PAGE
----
Shakti, a dual incarnation of masculine and feminine powers in Hindu mythology are considered to be the two aspects of the same reality. Their mutual presence is at the core of our ancient texts and this union is observed as the basis for all creation. India’s first performing drag king, Durga Gawde embodies the role of Shakti to translate their everyday experiences into a lyrical work of art. The sculptor and artist has one of the most impactful voices in the community and is taking the concept of fluidity to the masses.
While drag culture in India is often misunderstood as a western concept, in reality South Asia’s rich heritage is intertwined with performance and fluid identity. This is why Indian drag kings today are becoming the faces of the movement, as their performative identity is not a superficial character but rather an extension of their own reality. Blurring the lines between the binaries, performers such as Durga are making masculinity more intimate, personal and experimental.
Similarly, Bidisha Mohanta a young queer individual who goes by the stage name Badshah is popularising the historically marginalised subculture of drag kings. According to Verve, the assumed standard of socialised masculine behaviour in India can be less theatrical in compassion to feminine behaviour. Which is why drag kings are relatively less popular than famous drag queens, however Bidisha changes this narrative by emulating a form of grandiose masculinity.
Further sharing their thoughts with journalist Radhika Iyengar, Mohanta explains how this celebration of Badshah gives means to the defiance of a singular narrative, as this persona can be utilised to destabilise an accepted ‘normal’. The desi drag king shares how they feel liberated and empowered through the act of performance on stage and how the same can be true for so many other queer individuals eager to explore their multi-layered identities.
In order to create a bolder representation of the drag king subculture, The Gentleman’s Club AKA Tape by The Patchworks Ensemble is utilising cabaret-style performance to imagine Mumbai through the lens of a roaring drag king scene. Weaving an exciting and provocative tale of women and their celebration of masculinity, it revels in the ability to respond creatively to misogyny in daily life and behave in ways that would otherwise not be acceptable in our society.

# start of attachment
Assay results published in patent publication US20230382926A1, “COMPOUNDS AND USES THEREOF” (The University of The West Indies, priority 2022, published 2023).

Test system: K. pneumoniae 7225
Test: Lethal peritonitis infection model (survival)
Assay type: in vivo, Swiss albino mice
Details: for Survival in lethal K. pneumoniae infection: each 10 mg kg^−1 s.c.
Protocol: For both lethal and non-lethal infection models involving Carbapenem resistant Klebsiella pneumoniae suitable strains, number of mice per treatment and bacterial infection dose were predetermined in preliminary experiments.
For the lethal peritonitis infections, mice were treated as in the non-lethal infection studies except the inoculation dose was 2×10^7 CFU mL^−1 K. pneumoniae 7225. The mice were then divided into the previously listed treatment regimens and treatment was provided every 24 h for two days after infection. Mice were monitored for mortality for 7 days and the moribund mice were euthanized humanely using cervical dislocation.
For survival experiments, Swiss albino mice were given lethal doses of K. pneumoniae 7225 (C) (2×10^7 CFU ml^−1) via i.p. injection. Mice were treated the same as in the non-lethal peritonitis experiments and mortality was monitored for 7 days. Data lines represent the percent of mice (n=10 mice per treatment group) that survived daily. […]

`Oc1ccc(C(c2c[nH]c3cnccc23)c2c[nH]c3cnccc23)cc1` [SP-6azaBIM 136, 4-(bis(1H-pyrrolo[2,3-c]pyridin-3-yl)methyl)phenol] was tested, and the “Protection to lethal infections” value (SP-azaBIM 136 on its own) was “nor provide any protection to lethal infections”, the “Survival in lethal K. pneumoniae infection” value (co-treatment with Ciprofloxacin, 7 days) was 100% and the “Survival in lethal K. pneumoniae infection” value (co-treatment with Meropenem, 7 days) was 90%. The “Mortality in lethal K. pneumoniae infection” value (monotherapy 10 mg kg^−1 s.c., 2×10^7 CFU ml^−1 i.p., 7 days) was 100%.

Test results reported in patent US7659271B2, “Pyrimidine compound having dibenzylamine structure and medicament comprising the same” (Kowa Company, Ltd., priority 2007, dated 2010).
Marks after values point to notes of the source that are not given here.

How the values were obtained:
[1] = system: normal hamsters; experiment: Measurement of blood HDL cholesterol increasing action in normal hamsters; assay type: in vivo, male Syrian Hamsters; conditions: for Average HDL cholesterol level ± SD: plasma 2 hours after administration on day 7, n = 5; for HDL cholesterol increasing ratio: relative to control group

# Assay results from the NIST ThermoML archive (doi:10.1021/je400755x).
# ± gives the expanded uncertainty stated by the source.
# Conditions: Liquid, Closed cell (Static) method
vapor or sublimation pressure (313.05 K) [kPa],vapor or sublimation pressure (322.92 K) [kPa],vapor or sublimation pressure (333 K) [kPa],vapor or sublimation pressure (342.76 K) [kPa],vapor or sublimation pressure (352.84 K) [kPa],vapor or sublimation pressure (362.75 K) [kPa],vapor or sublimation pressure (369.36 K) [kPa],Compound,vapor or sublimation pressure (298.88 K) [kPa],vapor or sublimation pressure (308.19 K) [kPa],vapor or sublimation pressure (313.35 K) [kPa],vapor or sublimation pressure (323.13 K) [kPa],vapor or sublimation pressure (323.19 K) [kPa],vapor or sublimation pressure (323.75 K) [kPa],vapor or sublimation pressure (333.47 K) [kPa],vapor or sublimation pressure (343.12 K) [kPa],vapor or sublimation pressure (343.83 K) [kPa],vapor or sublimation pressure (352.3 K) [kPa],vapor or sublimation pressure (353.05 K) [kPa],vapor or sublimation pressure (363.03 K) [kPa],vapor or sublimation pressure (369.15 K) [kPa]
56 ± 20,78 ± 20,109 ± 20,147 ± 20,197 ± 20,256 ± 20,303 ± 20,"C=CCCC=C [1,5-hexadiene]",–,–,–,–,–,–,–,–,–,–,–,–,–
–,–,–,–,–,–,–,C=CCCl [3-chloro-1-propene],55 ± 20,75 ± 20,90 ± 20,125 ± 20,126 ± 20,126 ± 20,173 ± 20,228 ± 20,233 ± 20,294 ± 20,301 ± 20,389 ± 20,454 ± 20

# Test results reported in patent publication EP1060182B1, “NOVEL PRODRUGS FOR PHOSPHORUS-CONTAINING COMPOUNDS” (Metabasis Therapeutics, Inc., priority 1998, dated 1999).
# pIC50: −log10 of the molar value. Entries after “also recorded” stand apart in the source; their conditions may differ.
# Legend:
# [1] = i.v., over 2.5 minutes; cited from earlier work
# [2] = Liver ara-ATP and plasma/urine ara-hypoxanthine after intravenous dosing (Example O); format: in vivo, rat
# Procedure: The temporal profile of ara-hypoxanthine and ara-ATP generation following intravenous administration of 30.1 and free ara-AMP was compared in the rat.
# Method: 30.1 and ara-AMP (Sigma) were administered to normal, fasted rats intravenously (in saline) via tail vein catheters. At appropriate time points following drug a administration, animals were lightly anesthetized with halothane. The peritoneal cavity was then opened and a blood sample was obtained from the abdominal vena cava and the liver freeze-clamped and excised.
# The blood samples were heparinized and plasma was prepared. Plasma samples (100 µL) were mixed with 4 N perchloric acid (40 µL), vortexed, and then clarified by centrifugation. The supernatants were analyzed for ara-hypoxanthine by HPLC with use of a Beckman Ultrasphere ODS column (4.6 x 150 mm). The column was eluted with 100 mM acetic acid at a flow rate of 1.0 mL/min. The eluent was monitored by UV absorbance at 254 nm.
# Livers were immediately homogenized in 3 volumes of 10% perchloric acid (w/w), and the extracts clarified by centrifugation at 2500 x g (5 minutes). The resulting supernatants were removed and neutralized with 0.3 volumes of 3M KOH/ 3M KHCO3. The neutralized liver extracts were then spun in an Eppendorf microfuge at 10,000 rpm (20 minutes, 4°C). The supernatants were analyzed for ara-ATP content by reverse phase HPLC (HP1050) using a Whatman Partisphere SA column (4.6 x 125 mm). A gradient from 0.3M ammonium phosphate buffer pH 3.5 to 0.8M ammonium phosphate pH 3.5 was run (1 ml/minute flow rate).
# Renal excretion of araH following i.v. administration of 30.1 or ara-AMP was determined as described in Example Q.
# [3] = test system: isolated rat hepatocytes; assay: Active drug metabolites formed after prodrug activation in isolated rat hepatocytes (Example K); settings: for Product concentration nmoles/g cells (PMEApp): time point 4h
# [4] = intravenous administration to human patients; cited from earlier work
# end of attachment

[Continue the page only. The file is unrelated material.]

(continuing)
Puja Sarup who plays the role of a drag king in the narrative gave birth to The Gentlemen's Club by exploring masculinity as a medium of art where they re-examine world views. The play has received an overwhelming response in cities like Guwahati and Lucknow as well, as it is an exploration of an alternate reality where curiosity makes us wonder of a world where drag kings are common. It provides depth and meaning to the experience while pushing boundaries of gender in performative spaces.
The theatrical styles of Indian drag kings are making room for a more brazen experimentation for all. As they evoke a sense of cultural empowerment by capturing different elements of masculinity. These performances are also small movements that utilise the vast accounts of gender fluidity that are already abundant in our mythology. It is the stage where drag kings become one with their inner identity and through performance take the message of gender fluidity forward.